The conservative cable network One America News has a minuscule audience, attracts few readers on the web and has struggled to break into the television mainstream.
But thanks to one powerful viewer in the White House, the network’s influence — and its conspiracy theories — are echoing in the highest reaches of American politics.
President Trump, responding to a One America News segment, floated a baseless theory on Tuesday that a 75-year-old man in Buffalo who was knocked to the ground by the police — and hospitalized after bleeding from his head — was “an ANTIFA provocateur” who had tried to interfere with law enforcement.
“@OANN I watched, he fell harder than was pushed,” the president wrote on Twitter. “Could be a setup?”
There is no evidence to support the claims about the man, Martin Gugino, a longtime peace activist who has been affiliated with human-rights groups and the Catholic Worker movement.
But One America News aired a segment that presented the false theory as reported news, as opposed to a baseless conspiracy. The segment would probably have faded into obscurity had Mr. Trump not chosen to amplify it to his nearly 82 million Twitter followers.
The One America News correspondent who narrated the segment, Kristian Rouz, is a Russian native who has also worked for Sputnik, a Kremlin-controlled news outlet, which was first reported by The Daily Beast. Sputnik has been accused by intelligence services of contributing to Russia’s efforts to interfere in American elections.
Later on Tuesday, One America News aired a follow-up segment that portrayed Mr. Gugino as a liberal extremist, “far from the kindly old man that many in the media are describing,” in the words of a correspondent, Pearson Sharp.
One America News, based in San Diego, was founded in 2013 by Robert Herring, a California businessman who made a fortune in the technology industry. The network rallied behind Mr. Trump in the 2016 presidential election, and its coverage increasingly shifted to cheerleading on behalf of the president and his administration.
Mr. Trump, a keen tracker of his media coverage, took notice. On Twitter and sometimes at public events, he often promotes One America News as a preferable alternative to Fox News, another network known for conservative opinion whose coverage occasionally rankles Mr. Trump.
Inside the West Wing, One America News often airs on television screens alongside mainstream cable news networks.
The Herring family, in turn, has positioned One America News as a destination for pro-Trump viewers who feel alienated from more mainstream conservative outlets. Its White House correspondent, Chanel Rion, is now a staple of nationally televised news briefings, often called on by Mr. Trump’s press secretary, Kayleigh McEnany.
Ms. Rion’s questions tend to be soft ones, and she has parroted some administration talking points. She was also rebuked by her fellow White House correspondents after she attended briefings in violation of social distancing guidelines intended to protect journalists from the coronavirus.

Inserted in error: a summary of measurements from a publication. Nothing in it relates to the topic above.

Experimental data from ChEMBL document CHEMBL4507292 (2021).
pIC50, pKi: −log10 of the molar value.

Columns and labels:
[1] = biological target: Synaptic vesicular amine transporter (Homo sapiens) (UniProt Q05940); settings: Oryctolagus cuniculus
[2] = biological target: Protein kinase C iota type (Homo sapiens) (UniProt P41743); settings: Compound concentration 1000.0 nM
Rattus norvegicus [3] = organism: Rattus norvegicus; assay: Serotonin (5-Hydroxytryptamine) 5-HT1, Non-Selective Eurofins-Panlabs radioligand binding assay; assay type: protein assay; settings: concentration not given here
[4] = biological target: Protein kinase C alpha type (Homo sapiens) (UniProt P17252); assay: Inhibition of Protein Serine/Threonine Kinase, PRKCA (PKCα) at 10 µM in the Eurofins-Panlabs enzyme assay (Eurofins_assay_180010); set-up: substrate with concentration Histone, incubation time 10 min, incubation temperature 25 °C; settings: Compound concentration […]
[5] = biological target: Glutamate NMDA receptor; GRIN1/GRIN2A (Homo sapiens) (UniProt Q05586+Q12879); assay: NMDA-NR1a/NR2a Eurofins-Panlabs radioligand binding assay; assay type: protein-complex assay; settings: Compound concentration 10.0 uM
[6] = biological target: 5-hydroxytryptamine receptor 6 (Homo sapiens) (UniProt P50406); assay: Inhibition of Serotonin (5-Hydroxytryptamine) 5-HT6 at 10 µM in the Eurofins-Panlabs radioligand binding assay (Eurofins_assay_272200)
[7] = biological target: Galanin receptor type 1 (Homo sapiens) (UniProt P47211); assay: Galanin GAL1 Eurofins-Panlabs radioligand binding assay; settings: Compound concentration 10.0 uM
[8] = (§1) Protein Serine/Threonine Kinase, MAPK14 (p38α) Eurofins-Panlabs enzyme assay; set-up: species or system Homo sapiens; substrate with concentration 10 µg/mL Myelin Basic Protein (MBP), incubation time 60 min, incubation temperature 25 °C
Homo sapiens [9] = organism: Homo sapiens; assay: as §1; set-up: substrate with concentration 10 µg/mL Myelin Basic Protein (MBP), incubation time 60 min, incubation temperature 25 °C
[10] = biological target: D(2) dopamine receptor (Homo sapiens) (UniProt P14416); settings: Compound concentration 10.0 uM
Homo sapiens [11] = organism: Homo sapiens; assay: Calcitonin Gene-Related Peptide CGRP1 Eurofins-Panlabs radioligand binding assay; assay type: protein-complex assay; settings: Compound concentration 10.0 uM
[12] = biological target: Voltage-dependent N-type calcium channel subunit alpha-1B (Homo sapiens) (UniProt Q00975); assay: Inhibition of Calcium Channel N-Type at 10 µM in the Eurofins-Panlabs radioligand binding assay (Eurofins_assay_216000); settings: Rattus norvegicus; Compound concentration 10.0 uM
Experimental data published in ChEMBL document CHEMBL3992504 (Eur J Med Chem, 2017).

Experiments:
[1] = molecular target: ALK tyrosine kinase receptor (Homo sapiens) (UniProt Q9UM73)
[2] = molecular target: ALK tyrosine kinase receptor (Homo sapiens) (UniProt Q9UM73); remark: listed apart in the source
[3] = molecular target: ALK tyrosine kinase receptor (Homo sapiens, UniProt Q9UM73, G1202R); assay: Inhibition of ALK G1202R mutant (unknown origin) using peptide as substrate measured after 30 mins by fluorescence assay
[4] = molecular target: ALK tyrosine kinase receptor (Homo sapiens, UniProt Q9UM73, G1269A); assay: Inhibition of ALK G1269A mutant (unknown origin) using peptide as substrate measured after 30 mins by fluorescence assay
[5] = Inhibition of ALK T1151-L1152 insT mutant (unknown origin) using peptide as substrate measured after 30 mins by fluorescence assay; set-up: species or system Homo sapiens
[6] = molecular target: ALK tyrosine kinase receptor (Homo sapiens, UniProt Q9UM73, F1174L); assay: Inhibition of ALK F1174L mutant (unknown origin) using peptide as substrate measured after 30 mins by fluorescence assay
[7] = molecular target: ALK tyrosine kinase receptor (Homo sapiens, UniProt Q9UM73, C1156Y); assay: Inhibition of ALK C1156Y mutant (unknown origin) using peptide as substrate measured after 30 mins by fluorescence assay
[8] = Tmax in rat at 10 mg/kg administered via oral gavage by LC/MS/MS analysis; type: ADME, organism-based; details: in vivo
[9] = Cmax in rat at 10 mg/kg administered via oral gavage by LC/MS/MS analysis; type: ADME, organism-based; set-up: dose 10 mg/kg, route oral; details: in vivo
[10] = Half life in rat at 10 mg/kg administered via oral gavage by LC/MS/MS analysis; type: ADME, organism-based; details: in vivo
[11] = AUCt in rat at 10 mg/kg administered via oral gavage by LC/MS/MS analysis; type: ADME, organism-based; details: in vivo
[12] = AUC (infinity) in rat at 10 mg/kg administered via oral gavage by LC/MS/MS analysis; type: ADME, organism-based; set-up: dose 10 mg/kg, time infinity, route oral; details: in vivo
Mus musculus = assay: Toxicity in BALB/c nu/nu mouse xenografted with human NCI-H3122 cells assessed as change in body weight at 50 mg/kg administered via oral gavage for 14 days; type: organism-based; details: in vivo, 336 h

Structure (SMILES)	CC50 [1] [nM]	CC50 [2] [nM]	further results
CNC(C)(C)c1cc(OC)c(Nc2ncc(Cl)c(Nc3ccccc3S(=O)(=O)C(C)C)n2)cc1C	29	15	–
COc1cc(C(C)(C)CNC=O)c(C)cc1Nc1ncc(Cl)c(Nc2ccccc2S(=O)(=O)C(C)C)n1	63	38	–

Ms. Rion’s website describes her “as a fierce foe of anything Clinton, of everything Obama, and as a total and unrelenting enemy of academic left-liberalism and political correctness anywhere.”
In the segment about Mr. Gugino, the One America News reporter, Mr. Rouz, claims that “newly released video appeared to show Gugino using a police tracker on his phone trying to scan police communications during the protest.” The footage, as seen in the segment, offers no obvious evidence to back up that assertion.
The allegation of a link between Mr. Gugino and a far-left antifascist group referred to as “antifa” appears to have originated on Conservative Treehouse, a fringe right-wing website that has spread baseless conspiracy theories. The site bills itself as a “Rag Tag Bunch of Conservative Misfits.”
The unsubstantiated theory that antifa activists were responsible for riots and looting at the protests prompted by the killing of George Floyd, a black man who died last month after being pinned to the ground by a white police officer, was the biggest piece of protest misinformation tracked by Zignal Labs, a research firm that follows the spread of falsehoods in the media.
In response to an inquiry, a spokeswoman for One America News, Krista McClelland, wrote in an email on Tuesday: “From numerous sources, O.A.N.’s investigative team is aware of Mr. Gugino’s anti-police sentiment and statements.”
Robert Herring, the network’s chief executive, claimed in a Twitter post that his network would present “follow-up reporting” to back up its claims about Mr. Gugino. The follow-up segment on Tuesday afternoon asserted that Mr. Gugino “had ties to antifa, the violent terrorist group.”
“Mr. President, you haven’t let us down on doing what you say and we won’t let you down as your source for credible news!” Mr. Herring wrote.